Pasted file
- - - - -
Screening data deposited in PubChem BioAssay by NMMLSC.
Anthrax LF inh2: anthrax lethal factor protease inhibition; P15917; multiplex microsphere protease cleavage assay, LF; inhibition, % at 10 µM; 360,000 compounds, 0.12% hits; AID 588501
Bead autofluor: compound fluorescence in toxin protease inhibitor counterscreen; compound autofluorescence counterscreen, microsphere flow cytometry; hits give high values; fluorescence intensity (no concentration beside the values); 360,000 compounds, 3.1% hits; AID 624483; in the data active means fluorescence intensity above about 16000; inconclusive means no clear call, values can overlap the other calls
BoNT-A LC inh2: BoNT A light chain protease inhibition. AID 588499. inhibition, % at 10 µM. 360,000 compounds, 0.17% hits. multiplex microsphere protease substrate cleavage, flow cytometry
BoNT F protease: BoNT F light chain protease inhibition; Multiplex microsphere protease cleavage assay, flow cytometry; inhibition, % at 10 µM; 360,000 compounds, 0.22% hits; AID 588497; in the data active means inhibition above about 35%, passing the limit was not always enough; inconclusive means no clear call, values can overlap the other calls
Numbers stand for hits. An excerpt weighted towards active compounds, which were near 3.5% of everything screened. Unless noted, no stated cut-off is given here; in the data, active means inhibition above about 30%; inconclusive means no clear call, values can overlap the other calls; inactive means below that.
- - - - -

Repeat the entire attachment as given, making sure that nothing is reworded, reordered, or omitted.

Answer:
Screening data deposited in PubChem BioAssay by NMMLSC.
Anthrax LF inh2: anthrax lethal factor protease inhibition; P15917; multiplex microsphere protease cleavage assay, LF; inhibition, % at 10 µM; 360,000 compounds, 0.12% hits; AID 588501
Bead autofluor: compound fluorescence in toxin protease inhibitor counterscreen; compound autofluorescence counterscreen, microsphere flow cytometry; hits give high values; fluorescence intensity (no concentration beside the values); 360,000 compounds, 3.1% hits; AID 624483; in the data active means fluorescence intensity above about 16000; inconclusive means no clear call, values can overlap the other calls
BoNT-A LC inh2: BoNT A light chain protease inhibition. AID 588499. inhibition, % at 10 µM. 360,000 compounds, 0.17% hits. multiplex microsphere protease substrate cleavage, flow cytometry
BoNT F protease: BoNT F light chain protease inhibition; Multiplex microsphere protease cleavage assay, flow cytometry; inhibition, % at 10 µM; 360,000 compounds, 0.22% hits; AID 588497; in the data active means inhibition above about 35%, passing the limit was not always enough; inconclusive means no clear call, values can overlap the other calls
Numbers stand for hits. An excerpt weighted towards active compounds, which were near 3.5% of everything screened. Unless noted, no stated cut-off is given here; in the data, active means inhibition above about 30%; inconclusive means no clear call, values can overlap the other calls; inactive means below that.